‘Very worried’ Liz Warren shares recession fears

Not even Sen. Elizabeth Warren (D-MA) is denying any longer that the Biden economy is a disaster.

The socialist progressive confessed to CNN that she fears a recession could be on the horizon, Fox Business reported.

Warren’s warning

Warren told CNN’s State of the Union that the Federal Reserve’s effort to bring crippling inflation down by raising interest rates could lead to a recession, a common concern shared by many economists and everyday Americans.

“Do you know what’s worse than high prices and a strong economy? It’s high prices and millions of people out of work. I’m very worried that the Fed is going to tip this economy into recession,” she said.

Of course, many fear a recession has already begun. The Fed’s aggressive monetary tightening has fueled a tumble in the housing market, which has led to speculation of a repeat of the 2008 crash that devastated the middle class.

Warren said that the Fed’s rate hikes don’t address fundamental drivers of inflation like COVID-related supply chain disruptions and the war in Ukraine.

“There is nothing in raising the interest rates, nothing in Jerome Powell’s tool bag that deals directly with those, and he has admitted as much in congressional hearings when I’ve asked him about it,” she continued.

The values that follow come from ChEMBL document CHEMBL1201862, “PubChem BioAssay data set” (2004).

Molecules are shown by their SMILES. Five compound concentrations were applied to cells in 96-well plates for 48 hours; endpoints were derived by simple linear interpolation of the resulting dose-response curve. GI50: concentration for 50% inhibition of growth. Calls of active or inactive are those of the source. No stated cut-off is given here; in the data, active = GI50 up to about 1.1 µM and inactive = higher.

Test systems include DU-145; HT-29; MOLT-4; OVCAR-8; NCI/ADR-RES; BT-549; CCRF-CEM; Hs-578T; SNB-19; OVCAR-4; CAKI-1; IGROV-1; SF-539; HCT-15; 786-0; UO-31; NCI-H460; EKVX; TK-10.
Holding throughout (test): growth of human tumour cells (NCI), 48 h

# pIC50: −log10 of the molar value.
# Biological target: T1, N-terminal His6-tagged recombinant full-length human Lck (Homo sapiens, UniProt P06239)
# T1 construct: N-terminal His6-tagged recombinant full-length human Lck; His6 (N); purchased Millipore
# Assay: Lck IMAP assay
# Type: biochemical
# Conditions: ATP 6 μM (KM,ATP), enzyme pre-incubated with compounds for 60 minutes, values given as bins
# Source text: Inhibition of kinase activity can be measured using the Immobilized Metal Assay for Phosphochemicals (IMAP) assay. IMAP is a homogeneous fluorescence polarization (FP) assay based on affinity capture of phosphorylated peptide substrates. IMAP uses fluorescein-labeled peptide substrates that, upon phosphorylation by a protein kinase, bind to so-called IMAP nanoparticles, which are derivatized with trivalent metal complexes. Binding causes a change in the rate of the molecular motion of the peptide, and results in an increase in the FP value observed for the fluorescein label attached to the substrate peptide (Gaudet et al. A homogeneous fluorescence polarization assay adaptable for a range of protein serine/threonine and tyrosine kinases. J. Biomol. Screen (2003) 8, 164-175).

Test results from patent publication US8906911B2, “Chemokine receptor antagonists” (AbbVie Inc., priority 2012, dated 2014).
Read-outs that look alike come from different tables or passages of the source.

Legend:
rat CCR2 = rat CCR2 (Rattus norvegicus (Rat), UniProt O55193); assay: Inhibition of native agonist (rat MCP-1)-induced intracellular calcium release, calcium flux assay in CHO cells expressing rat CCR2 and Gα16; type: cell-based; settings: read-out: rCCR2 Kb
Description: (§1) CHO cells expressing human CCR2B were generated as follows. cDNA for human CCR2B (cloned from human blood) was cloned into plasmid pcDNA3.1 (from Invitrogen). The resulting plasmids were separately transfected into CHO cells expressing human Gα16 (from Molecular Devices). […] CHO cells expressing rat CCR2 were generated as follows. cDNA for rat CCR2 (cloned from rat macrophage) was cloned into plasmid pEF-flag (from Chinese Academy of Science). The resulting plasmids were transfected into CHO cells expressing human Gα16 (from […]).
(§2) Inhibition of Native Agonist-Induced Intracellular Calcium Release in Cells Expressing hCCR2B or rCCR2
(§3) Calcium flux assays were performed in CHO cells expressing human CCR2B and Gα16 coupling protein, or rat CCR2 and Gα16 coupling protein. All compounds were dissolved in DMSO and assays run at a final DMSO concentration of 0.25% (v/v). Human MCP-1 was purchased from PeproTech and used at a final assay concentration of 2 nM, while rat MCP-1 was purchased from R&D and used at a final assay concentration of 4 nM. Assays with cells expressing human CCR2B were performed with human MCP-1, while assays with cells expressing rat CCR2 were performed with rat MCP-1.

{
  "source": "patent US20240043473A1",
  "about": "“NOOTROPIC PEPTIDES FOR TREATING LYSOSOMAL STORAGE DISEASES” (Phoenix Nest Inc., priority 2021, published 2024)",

Powell warns of “pain”

Of course, Warren failed to mention her own party’s role in driving inflation up in the first place with trillions in reckless spending and COVID lockdowns that throttled supply chains. President Biden has continued the spending spree with the recently signed Inflation Reduction Act.

Despite its title, the law lavishes billions of dollars on fighting climate change and is not expected to make a meaningful impact on prices.

Meanwhile, Fed chair Jerome Powell warned in a speech Friday that more “pain” is coming for American consumers as the central bank tries to get inflation under control.

“While higher interest rates, slower growth and softer labor market conditions will bring down inflation, they will also bring some pain to households and businesses,” he said. “These are the unfortunate costs of reducing inflation. But a failure to restore price stability would mean far greater pain.”

The White House was blasted for trying to change the meaning of the term “recession” in July after the economy shrank for two consecutive quarters, the classic definition of a recession. No less than CNN reports that 72 percent of economists say a recession has either begun or is coming soon.

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